I am sitting by the lake on a beautiful autumn morning in Canberra. The day is hazy; the shore on the other side of the lake is indistinct. Swans glide lazy and imperious on the water. Ducks are curious, looking for bread.

I sit in my new car connected to the world via Facebook. I become aware that the connectedness of the internet means that I am in danger of being disconnected from the moment, disconnected from the beauty that is before me, all around me. In a surprising juxtaposition, one of those serendipitous things of life, a Facebook friend posted a clip of a 109 year old holocaust survivor and her outlook on life. “See the beauty everywhere,” were her words. So I shut down my iPhone and just sit, looking at the water.

The lake is particularly reflective – the hills and trees, memorial spire, buildings; all see their softer selves staring back at them in the lake’s mirror.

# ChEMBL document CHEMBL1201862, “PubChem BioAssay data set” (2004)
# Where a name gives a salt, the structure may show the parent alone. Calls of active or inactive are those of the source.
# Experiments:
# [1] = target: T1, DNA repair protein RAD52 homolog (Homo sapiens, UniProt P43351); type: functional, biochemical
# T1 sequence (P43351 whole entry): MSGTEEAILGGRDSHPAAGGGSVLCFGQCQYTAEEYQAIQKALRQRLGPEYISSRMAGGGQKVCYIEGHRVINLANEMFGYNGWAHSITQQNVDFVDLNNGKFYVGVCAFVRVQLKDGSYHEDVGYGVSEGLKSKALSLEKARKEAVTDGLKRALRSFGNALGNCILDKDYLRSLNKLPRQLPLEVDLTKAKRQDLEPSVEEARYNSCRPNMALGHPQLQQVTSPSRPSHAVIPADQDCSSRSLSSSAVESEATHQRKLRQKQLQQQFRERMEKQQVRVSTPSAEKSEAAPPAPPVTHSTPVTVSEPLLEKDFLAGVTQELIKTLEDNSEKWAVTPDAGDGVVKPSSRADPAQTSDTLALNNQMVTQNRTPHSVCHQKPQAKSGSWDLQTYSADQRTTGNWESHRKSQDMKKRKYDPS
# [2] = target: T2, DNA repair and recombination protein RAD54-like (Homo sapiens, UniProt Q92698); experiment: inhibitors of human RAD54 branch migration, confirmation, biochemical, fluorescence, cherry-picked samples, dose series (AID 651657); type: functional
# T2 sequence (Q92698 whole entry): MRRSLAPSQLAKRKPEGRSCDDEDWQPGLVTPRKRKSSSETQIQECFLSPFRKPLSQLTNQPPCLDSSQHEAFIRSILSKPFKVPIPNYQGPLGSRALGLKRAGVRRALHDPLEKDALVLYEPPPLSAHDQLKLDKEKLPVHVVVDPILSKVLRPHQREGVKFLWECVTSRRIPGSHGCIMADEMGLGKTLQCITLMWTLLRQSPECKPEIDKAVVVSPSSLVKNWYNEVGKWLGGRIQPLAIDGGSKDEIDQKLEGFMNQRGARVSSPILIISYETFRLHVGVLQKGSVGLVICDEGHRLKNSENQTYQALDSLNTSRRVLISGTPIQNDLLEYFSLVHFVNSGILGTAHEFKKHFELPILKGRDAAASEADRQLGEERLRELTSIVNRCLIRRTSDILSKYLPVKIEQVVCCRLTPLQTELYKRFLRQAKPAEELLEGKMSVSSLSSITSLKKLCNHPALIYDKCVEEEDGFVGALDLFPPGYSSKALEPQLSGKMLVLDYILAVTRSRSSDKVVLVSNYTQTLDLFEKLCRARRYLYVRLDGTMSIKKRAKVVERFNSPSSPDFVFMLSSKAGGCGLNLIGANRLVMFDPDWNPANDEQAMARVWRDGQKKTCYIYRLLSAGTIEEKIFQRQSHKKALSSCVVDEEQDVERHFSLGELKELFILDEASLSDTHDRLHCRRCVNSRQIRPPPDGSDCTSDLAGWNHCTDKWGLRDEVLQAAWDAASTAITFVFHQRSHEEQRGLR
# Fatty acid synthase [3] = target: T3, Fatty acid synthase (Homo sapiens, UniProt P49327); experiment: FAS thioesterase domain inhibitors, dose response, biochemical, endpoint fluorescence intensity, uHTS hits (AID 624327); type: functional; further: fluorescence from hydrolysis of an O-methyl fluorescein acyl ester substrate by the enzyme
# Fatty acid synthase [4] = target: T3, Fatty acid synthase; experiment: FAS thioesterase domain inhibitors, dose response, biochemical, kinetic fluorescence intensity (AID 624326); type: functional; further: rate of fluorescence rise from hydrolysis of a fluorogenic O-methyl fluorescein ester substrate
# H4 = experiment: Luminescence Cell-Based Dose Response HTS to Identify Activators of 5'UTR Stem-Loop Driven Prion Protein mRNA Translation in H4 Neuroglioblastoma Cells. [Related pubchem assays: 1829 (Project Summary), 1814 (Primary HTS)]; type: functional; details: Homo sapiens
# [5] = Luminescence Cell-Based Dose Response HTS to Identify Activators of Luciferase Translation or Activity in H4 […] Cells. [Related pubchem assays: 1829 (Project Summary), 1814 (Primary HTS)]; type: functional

There is a depth to haze. It beckons me to look more closely, to peer and inquire – what is behind? There is also a softness; a fusing of the edges and boundaries so that trees run into hills and hills into the lake. Even the sharp shapes of the apartment blocks are somehow cushioned against the foreshore, blended to become one.

The sky is tones of grey and blue. Striated clouds hover behind the hills. The sun glows, spreading warmth everywhere.

The more I look, the more I am connected to the now, more aware of the minutes ticking by in silence.

I am not wasting time; I am just using it differently.

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